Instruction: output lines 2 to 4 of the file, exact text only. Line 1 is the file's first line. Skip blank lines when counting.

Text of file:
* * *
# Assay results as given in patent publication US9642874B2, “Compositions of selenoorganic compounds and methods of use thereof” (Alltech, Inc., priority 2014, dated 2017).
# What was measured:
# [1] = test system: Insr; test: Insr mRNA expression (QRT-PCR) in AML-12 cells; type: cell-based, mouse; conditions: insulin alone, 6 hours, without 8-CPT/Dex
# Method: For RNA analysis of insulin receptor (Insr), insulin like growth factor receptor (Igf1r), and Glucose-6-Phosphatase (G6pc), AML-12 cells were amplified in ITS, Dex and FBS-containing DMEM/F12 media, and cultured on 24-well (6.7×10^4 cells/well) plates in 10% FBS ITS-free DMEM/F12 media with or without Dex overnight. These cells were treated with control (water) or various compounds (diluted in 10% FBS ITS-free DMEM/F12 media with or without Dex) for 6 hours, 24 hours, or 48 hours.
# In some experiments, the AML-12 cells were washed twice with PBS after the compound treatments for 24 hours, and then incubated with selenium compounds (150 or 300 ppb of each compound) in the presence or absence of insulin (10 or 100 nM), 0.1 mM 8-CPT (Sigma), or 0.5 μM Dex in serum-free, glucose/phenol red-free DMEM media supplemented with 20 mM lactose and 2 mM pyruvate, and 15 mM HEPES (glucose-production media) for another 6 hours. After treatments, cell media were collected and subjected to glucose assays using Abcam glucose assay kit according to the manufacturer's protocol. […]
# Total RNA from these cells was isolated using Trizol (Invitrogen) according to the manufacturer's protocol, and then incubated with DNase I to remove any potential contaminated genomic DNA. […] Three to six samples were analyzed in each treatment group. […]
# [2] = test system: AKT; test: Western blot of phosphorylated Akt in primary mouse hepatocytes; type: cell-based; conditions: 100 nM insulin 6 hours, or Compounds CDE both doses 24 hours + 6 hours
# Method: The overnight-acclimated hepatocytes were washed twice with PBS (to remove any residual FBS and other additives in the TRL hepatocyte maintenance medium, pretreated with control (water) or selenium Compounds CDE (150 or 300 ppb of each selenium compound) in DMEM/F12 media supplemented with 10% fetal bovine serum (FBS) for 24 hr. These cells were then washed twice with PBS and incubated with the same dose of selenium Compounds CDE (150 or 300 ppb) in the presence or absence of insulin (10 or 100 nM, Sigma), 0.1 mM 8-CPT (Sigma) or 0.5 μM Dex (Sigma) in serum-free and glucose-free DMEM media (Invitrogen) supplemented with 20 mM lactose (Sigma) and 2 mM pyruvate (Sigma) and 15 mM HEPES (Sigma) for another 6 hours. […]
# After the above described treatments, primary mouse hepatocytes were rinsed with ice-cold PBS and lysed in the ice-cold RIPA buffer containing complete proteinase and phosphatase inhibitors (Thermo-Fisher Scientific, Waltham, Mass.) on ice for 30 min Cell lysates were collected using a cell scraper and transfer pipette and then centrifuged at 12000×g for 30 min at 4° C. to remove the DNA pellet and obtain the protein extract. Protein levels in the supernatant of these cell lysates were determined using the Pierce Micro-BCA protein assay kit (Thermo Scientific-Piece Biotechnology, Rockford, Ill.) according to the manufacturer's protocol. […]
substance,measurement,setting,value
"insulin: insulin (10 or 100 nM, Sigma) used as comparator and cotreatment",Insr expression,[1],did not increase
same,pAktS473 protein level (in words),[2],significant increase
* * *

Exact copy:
# What was measured:
# [1] = test system: Insr; test: Insr mRNA expression (QRT-PCR) in AML-12 cells; type: cell-based, mouse; conditions: insulin alone, 6 hours, without 8-CPT/Dex
# Method: For RNA analysis of insulin receptor (Insr), insulin like growth factor receptor (Igf1r), and Glucose-6-Phosphatase (G6pc), AML-12 cells were amplified in ITS, Dex and FBS-containing DMEM/F12 media, and cultured on 24-well (6.7×10^4 cells/well) plates in 10% FBS ITS-free DMEM/F12 media with or without Dex overnight. These cells were treated with control (water) or various compounds (diluted in 10% FBS ITS-free DMEM/F12 media with or without Dex) for 6 hours, 24 hours, or 48 hours.